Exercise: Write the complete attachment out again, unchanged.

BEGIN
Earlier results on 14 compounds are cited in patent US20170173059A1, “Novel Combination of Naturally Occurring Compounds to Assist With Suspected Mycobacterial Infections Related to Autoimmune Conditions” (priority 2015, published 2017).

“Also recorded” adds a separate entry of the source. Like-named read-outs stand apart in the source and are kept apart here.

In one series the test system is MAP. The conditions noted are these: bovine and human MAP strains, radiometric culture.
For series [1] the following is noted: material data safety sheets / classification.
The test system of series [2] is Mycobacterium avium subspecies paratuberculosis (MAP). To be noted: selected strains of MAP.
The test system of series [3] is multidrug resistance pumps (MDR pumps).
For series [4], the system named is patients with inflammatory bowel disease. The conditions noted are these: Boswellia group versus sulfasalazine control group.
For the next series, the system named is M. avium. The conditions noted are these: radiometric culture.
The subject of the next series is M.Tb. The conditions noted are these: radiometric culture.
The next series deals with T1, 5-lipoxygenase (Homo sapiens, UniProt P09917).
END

Earlier results on 14 compounds are cited in patent US20170173059A1, “Novel Combination of Naturally Occurring Compounds to Assist With Suspected Mycobacterial Infections Related to Autoimmune Conditions” (priority 2015, published 2017).

“Also recorded” adds a separate entry of the source. Like-named read-outs stand apart in the source and are kept apart here.

In one series the test system is MAP. The conditions noted are these: bovine and human MAP strains, radiometric culture.
For series [1] the following is noted: material data safety sheets / classification.
The test system of series [2] is Mycobacterium avium subspecies paratuberculosis (MAP). To be noted: selected strains of MAP.
The test system of series [3] is multidrug resistance pumps (MDR pumps).
For series [4], the system named is patients with inflammatory bowel disease. The conditions noted are these: Boswellia group versus sulfasalazine control group.
For the next series, the system named is M. avium. The conditions noted are these: radiometric culture.
The subject of the next series is M.Tb. The conditions noted are these: radiometric culture.
The next series deals with T1, 5-lipoxygenase (Homo sapiens, UniProt P09917).